Table 3 Residuals of the path analysis correlations with the total Ruminative Responses Scale score as the dependent variable
Fig. 1
figure1

Path model examining the assumed model (N = 213). Significant paths are shown as solid lines (p < 0.05), and nonsignificant paths are shown as dashed lines. All values except R2 are standardized regression coefficients. Error variables and covariances are omitted

Table 4 Path analysis’s unstandardized and standardized estimates with Ruminative Responses Scale’s total score as the dependent variable

Response inhibition deficits were significantly and positively associated with aggressive behaviors, negative interpersonal events, negative achievement events, and rumination. On the other hand, attentional inhibition deficits were not significantly associated with aggressive behaviors, both negative events, and rumination. Aggressive behaviors were positively associated with negative interpersonal events, and negative interpersonal events were positively associated with rumination.

A bias-corrected bootstrap test was conducted to determine the significance of the hypothesized indirect effects. The results indicated significant indirect effects from response inhibition deficits to aggressive behaviors to negative interpersonal events to rumination (b = 0.010, SE = 0.007, β = 0.009, 95% CI: [0.001, 0.029]).

We also conducted a path analysis with depression as an exogenous variable influencing aggressive behaviors, stressors, and rumination. This model had a good fit for the data (χ2 (2) = 1.751, p = 0.417; CFI = 1.000; RMSEA = 0.000, 90% CI: [0.000, 0.130]). The residuals of the correlations in this analysis ranged from − 0.006 to 0.072. Results showed that deficits in response inhibition had a significant positive association with aggressive behaviors (b = 0.120, SE = 0.055, β = 0.187, p = 0.020, 95% CI: [0.023, 0.340]) but not with negative interpersonal events (b = 0.059, SE = 0.041, β = 0.101, p = 0.158, 95% CI: [− 0.045, 0.236]) and achievement events (b = 0.053, SE = 0.049, β = 0.093, p = 0.275, 95% CI: [− 0.074, 0.261]). In addition, negative interpersonal events were positively associated with rumination (b = 0.312, SE = 0.129, β = 0.165, p = 0.017, 95% CI: [0.023, 0.292]), whereas response inhibition deficits, attentional inhibition deficits, and negative achievement events did not show significant associations with rumination (− 0.131 ≤ bs ≤ 0.135, − 0.090 ≤ βs ≤ 0.122, ps ≥ 0.054). Each variable explained 3.9% of the variances in aggressive behaviors, 23.6% of the variances in negative interpersonal events, 25.2% of the variances in negative achievement events, and 31.6% of the variances in rumination. Bootstrap tests indicated the 95% CI of the indirect effect from response inhibition deficits to aggressive behaviors to negative interpersonal events to rumination included zero (b = 0.005, SE = 0.004, β = 0.005, 95% CI: [0.000, 0.017]).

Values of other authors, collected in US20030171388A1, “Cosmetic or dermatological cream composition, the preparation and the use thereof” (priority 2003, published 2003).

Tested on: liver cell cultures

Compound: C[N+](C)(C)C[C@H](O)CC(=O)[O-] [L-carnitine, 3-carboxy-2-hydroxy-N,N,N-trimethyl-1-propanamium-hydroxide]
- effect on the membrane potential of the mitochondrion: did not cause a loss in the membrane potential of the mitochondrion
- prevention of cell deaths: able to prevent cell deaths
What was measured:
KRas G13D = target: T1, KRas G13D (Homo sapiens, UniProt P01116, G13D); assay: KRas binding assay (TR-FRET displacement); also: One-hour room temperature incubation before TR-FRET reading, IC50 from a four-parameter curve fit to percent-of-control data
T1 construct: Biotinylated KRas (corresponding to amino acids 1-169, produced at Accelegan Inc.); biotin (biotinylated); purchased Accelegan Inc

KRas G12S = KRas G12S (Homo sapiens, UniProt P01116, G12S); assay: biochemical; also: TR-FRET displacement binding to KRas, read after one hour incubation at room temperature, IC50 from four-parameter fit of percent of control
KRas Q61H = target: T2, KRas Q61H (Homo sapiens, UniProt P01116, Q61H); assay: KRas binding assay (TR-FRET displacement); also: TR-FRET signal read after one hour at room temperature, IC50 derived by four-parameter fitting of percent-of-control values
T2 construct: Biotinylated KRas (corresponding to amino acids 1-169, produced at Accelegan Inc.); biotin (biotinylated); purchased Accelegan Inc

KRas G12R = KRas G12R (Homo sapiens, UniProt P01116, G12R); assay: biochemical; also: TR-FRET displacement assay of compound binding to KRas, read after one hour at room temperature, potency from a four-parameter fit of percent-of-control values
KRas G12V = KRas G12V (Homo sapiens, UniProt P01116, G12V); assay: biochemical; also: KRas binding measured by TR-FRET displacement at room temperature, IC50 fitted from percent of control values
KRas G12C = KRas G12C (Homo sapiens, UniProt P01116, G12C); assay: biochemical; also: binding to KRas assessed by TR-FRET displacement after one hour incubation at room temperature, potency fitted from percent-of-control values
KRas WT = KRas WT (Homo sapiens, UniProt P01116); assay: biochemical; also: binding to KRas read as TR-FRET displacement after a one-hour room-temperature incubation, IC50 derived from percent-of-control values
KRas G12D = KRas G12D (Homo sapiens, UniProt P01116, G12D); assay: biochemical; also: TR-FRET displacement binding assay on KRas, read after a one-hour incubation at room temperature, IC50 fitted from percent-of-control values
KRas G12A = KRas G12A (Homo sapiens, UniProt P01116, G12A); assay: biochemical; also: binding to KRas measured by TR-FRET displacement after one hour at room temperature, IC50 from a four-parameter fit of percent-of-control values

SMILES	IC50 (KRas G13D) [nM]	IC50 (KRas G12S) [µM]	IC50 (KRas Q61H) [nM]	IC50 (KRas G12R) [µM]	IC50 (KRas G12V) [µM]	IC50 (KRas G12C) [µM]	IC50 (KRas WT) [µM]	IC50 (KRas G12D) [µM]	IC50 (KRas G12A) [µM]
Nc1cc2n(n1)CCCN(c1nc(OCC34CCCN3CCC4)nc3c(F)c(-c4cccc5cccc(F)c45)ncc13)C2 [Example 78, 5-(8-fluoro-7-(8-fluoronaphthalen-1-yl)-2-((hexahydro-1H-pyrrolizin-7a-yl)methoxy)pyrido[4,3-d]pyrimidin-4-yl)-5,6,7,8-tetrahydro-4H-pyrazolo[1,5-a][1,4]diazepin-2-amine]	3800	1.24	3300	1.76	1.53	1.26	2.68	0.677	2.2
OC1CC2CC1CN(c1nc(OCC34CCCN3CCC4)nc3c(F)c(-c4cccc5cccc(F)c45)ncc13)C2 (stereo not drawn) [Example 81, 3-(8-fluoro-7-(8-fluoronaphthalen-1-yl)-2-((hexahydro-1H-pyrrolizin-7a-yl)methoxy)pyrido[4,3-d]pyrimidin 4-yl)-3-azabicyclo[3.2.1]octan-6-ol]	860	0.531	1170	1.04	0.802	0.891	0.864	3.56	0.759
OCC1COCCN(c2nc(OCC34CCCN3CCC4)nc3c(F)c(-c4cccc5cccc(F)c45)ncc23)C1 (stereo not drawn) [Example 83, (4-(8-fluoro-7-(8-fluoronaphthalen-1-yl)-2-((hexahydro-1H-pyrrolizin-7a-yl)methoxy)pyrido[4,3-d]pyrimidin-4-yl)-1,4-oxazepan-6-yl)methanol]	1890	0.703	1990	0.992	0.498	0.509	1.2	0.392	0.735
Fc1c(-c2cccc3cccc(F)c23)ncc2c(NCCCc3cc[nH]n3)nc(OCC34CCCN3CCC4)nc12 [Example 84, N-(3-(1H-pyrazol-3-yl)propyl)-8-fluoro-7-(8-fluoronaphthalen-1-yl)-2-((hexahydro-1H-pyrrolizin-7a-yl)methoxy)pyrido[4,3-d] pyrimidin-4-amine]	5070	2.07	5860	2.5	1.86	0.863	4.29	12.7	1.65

Next, we analyzed the brooding subscale score instead of the total RRS score as the dependent variable. The model provided an excellent fit to the data (χ2 (2) = 1.434, p = 0.489; CFI = 1.000; RMSEA = 0.000, 90% CI: [0.000, 0.123]). The residuals of the correlations in this analysis ranged from 0.000 to 0.075. Negative interpersonal events showed significant positive associations with brooding (b = 0.184, SE = 0.045, β = 0.318, p < 0.001, 95% CI: [0.166, 0.455]), whereas other variables including response inhibition deficits did not show significant associations with brooding (− 0.022 ≤ bs ≤ 0.051, − 0.050 ≤ βs ≤ 0.108, ps ≥ 0.143). Each variable explained 16.6% of the variances in brooding. Bootstrap tests indicated significant positive indirect effect from response inhibition deficits to aggressive behaviors to negative interpersonal events to brooding (b = 0.004, SE = 0.002, β = 0.011, 95% CI: [0.002, 0.031]).

We repeated the identical analysis using the reflection subscale score instead of the brooding subscale score. The model provided an excellent fit to the data (χ2 (2) = 1.357, p = 0.508; CFI = 1.000; RMSEA = 0.000, 90% CI: [0.000, 0.121]). The residuals of the correlations in this analysis ranged from 0.000 to 0.075. Results showed that neither variable was significantly related to reflection (− 0.022 ≤ bs ≤ 0.075, − 0.060 ≤ βs ≤ 0.158, ps ≥ 0.069). Each variable explained 5.4% of the variances in reflection. Bootstrap tests showed the 95% CI of the indirect effect from response inhibition deficits to aggressive behaviors to negative interpersonal events to reflection included zero (b = 0.001, SE = 0.001, β = 0.005, 95% CI: [0.000, 0.022]).

Discussion

This study indicated that response inhibition deficits had an indirect positive association with rumination via increases in aggressive behaviors and negative interpersonal events. The significant positive relationship between response inhibition deficits and aggressive behaviors is consistent with previous findings (Qiao et al., 2016; Raaijmakers et al., 2008), and suggest that individuals with response inhibition impairments have a reduced ability to control aggressive behaviors. Results also suggested that negative interpersonal events increased as a result of aggressive behaviors leading to rumination, which was not the case with negative achievement events, although caution is needed in making this interpretation because differences between simple correlation coefficients of negative interpersonal events with rumination and negative achievement events with rumination were small. Nevertheless, the finding that negative interpersonal events are primarily related to rumination is consistent with the psychobiological theory of depression proposed by Slavich et al. (2010). They suggested that because humans, who are social animals, have a fundamental drive to maintain positive social status, social values, and social regard, social rejections that threaten these needs might elicit negative self-referential cognitions concerning social worth and esteem (i.e., rumination). This could be the reason why only negative interpersonal events, mostly consisting of rejection events, were positively related to rumination.